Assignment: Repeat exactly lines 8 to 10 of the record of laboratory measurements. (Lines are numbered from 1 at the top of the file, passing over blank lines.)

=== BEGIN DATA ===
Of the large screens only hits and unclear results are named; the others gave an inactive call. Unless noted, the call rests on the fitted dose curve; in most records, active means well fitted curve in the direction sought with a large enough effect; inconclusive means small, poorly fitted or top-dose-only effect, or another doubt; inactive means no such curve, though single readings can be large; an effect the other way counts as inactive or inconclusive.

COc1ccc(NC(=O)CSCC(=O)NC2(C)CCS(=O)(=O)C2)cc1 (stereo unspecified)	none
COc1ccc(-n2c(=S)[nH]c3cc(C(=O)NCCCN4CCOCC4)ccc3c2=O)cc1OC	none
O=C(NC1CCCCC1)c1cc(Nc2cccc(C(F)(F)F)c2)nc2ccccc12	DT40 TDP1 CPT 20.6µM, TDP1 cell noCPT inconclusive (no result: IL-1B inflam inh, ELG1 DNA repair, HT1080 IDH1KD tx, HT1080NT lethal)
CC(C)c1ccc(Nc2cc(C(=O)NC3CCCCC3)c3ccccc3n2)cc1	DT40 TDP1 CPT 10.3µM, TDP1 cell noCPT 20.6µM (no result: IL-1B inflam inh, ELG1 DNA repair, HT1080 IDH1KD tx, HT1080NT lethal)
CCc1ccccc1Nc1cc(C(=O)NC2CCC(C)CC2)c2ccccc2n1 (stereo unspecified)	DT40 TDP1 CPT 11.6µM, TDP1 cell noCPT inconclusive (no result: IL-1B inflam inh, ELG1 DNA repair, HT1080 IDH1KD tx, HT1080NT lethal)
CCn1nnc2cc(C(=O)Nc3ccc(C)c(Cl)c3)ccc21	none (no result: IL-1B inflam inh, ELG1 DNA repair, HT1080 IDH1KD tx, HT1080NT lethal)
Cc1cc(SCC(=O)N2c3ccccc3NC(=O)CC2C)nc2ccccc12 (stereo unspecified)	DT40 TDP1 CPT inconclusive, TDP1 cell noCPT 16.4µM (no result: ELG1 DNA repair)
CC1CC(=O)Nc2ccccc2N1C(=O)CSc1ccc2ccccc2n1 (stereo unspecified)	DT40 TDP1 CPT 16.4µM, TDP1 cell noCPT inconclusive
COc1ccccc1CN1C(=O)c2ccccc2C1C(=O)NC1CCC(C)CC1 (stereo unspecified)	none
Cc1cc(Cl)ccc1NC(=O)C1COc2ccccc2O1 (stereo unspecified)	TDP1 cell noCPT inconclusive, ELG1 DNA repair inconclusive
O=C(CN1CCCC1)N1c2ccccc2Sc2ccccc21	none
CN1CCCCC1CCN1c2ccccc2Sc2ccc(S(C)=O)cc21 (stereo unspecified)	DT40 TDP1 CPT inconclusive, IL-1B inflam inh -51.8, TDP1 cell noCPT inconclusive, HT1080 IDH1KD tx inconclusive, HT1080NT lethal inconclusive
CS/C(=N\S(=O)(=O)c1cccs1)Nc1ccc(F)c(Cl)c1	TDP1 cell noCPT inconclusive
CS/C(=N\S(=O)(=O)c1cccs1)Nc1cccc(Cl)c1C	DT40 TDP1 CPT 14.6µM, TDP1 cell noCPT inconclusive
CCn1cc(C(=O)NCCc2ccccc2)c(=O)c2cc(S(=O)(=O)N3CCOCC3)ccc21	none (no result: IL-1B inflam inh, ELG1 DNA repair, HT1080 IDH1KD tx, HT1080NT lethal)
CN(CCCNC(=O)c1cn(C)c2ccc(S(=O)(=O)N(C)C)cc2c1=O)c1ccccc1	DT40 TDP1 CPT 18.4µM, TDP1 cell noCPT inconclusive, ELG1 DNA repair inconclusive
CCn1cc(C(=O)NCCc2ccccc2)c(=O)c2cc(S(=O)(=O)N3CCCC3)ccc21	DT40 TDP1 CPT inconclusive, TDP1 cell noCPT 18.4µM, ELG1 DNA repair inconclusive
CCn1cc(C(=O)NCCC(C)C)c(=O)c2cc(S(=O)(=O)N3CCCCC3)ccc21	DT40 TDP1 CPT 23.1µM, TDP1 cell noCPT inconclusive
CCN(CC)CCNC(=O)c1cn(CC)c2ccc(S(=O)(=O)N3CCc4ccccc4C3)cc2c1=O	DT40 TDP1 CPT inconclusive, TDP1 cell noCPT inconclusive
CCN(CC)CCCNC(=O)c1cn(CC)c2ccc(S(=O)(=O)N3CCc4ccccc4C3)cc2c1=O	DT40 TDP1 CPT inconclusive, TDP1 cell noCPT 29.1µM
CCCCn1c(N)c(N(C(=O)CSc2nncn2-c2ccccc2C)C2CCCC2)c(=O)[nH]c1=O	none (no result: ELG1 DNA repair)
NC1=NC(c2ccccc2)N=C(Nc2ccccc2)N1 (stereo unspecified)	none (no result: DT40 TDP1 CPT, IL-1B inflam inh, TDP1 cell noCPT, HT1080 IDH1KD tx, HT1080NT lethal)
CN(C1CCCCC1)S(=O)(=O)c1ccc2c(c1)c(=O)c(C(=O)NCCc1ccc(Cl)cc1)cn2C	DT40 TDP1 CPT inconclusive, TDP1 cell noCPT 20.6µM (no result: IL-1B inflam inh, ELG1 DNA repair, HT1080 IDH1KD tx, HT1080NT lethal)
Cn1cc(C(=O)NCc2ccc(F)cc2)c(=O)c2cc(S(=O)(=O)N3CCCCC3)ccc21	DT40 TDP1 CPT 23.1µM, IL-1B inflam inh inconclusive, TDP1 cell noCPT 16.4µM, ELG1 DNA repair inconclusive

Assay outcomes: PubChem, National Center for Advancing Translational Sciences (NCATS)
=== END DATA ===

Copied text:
Cc1cc(SCC(=O)N2c3ccccc3NC(=O)CC2C)nc2ccccc12 (stereo unspecified)	DT40 TDP1 CPT inconclusive, TDP1 cell noCPT 16.4µM (no result: ELG1 DNA repair)
CC1CC(=O)Nc2ccccc2N1C(=O)CSc1ccc2ccccc2n1 (stereo unspecified)	DT40 TDP1 CPT 16.4µM, TDP1 cell noCPT inconclusive
COc1ccccc1CN1C(=O)c2ccccc2C1C(=O)NC1CCC(C)CC1 (stereo unspecified)	none